With Christmas approaching why not treat yourself to your very own “Christmas” tree and what would make a better choice than a Birch – guaranteed to brighten any gloomy winters day.  While a lot of the Birches can be too big for a lot of smaller gardens, some of the Himalayan birch verities are an ideal choice for a small space.

Birches are “pioneer” trees: often the first to emerge on clear-felled ground or to spring up robustly after a devastating fire. They are generally free of serious pests and diseases, content on dry or wet sites, on acid or alkaline soils. They are always graceful, kindly with their shade and steadfast in a gale. They bring all these attributes to a garden and stand equally well as a specimen on the front lawn or in close-planted groups, where just a few can suggest a modest copse.

 

That kindly shade, truly dappled, is perfect over areas where spring flowers are grown or where an under-storey of shade-loving shrubs and perennials is required. There are many named varieties of birch and, pleasingly, new ones continue to turn up in nurserymen’s lists. One that is tried and tested and beloved of gardeners, for formal and informal schemes alike, is Betula utilis var. jacquemontii, a medium-sized tree with chalk-white papery bark that peels in bands to reveal a new skin in warm shades of cream or pink buff, distinctively marked with horizontal dashes.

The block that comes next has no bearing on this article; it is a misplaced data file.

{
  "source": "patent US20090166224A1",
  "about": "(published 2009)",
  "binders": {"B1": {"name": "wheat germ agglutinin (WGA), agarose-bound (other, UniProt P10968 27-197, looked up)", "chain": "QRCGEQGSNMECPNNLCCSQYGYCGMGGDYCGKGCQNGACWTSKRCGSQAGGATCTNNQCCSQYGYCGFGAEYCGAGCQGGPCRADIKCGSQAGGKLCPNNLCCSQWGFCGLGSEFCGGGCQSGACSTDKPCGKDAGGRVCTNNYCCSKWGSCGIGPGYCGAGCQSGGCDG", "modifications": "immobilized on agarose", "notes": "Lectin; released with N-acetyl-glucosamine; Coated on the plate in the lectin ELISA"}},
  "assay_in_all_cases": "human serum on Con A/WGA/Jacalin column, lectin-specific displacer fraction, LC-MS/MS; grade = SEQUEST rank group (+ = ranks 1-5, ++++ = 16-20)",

The 2in-long, toothed leaves of this Himalayan birch are dark green, with paler undersides that cause the tree to shimmer when stirred by a breeze. Buttery yellow in the autumn, some leaves turn toffee-coloured as they fall. Catkins abound in the spring.  Some gardeners clean up birches by peeling away old bark to expose the new. Left alone, the dead bark crinkles and falls away in time, giving the tree a more rugged, less manicured, appearance.

 

Low branches can be removed, allowing for a 6ft or 8ft clear stand of white trunk that may eventually attain a girth of several feet. This method of cultivation makes space for a greater selection of other plants to be grown close by.

 

Himalayan Birches can make great feature trees within a lawn but can also be combined well in the border too. They look great underplanted with other spring flowering perennials like hellebores, brunnera and ferns. Add a bit of Sarcococca and Cornus Midwinter Fire to the scheme and you have a little bit of planting that will look good all year round. Don’t be scared of planting trees,  they can be great additions to your garden and can actually make your space feel bigger as they lead your eye up towards the sky.